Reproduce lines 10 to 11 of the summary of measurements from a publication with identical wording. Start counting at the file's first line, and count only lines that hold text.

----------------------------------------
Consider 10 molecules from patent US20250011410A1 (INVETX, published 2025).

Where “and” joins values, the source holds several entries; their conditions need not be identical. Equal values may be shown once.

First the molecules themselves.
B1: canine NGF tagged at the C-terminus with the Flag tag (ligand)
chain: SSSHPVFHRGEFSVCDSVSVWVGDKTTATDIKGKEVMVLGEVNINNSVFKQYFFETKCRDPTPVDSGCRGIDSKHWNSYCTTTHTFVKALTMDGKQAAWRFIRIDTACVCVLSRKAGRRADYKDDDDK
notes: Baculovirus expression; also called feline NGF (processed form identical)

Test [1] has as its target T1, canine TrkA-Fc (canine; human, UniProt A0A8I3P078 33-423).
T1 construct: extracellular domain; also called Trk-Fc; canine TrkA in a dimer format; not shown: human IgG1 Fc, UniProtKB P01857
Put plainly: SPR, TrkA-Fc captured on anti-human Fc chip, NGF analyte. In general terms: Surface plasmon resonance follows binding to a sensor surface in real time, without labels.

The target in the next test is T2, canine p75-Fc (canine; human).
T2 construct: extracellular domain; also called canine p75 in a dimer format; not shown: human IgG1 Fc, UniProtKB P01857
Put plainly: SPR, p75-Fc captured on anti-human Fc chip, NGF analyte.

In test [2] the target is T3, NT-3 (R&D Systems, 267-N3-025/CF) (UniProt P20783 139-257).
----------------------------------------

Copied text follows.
The target in the next test is T2, canine p75-Fc (canine; human).
T2 construct: extracellular domain; also called canine p75 in a dimer format; not shown: human IgG1 Fc, UniProtKB P01857